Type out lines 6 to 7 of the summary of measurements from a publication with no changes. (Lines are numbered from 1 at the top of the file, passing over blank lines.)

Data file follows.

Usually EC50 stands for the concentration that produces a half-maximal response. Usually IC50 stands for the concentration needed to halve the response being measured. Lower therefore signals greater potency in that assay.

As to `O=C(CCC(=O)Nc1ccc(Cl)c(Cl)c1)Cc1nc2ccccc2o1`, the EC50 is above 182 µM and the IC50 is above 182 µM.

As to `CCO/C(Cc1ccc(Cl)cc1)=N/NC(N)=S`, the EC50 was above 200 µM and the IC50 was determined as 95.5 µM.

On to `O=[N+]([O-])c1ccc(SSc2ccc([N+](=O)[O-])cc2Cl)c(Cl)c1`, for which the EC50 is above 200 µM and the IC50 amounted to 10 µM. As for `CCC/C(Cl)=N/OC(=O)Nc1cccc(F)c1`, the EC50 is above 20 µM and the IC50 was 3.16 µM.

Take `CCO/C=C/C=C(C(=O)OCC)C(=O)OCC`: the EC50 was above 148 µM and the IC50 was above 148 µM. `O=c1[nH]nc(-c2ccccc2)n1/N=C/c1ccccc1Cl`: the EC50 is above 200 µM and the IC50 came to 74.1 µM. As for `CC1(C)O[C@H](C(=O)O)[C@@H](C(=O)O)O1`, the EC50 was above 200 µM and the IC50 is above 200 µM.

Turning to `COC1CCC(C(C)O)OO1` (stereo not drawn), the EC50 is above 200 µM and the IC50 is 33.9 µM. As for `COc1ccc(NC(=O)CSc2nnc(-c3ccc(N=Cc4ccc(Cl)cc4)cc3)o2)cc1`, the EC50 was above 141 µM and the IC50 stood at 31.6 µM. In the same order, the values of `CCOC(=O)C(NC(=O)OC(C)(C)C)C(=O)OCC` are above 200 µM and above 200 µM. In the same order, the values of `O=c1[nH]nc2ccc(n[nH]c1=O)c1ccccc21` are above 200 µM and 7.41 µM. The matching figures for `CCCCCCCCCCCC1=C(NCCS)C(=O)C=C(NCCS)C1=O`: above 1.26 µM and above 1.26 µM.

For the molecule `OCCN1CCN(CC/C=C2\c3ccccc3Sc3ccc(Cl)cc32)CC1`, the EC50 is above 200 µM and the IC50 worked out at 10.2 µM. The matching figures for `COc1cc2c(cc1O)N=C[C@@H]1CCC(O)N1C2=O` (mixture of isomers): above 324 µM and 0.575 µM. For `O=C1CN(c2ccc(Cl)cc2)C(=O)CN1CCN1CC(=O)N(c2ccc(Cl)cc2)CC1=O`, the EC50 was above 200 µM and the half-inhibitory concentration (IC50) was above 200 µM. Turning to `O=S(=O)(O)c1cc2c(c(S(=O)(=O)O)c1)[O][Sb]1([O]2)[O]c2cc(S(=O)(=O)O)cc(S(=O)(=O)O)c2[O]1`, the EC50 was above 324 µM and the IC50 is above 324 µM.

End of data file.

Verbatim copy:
Turning to `COC1CCC(C(C)O)OO1` (stereo not drawn), the EC50 is above 200 µM and the IC50 is 33.9 µM. As for `COc1ccc(NC(=O)CSc2nnc(-c3ccc(N=Cc4ccc(Cl)cc4)cc3)o2)cc1`, the EC50 was above 141 µM and the IC50 stood at 31.6 µM. In the same order, the values of `CCOC(=O)C(NC(=O)OC(C)(C)C)C(=O)OCC` are above 200 µM and above 200 µM. In the same order, the values of `O=c1[nH]nc2ccc(n[nH]c1=O)c1ccccc21` are above 200 µM and 7.41 µM. The matching figures for `CCCCCCCCCCCC1=C(NCCS)C(=O)C=C(NCCS)C1=O`: above 1.26 µM and above 1.26 µM.

For the molecule `OCCN1CCN(CC/C=C2\c3ccccc3Sc3ccc(Cl)cc32)CC1`, the EC50 is above 200 µM and the IC50 worked out at 10.2 µM. The matching figures for `COc1cc2c(cc1O)N=C[C@@H]1CCC(O)N1C2=O` (mixture of isomers): above 324 µM and 0.575 µM. For `O=C1CN(c2ccc(Cl)cc2)C(=O)CN1CCN1CC(=O)N(c2ccc(Cl)cc2)CC1=O`, the EC50 was above 200 µM and the half-inhibitory concentration (IC50) was above 200 µM. Turning to `O=S(=O)(O)c1cc2c(c(S(=O)(=O)O)c1)[O][Sb]1([O]2)[O]c2cc(S(=O)(=O)O)cc(S(=O)(=O)O)c2[O]1`, the EC50 was above 324 µM and the IC50 is above 324 µM.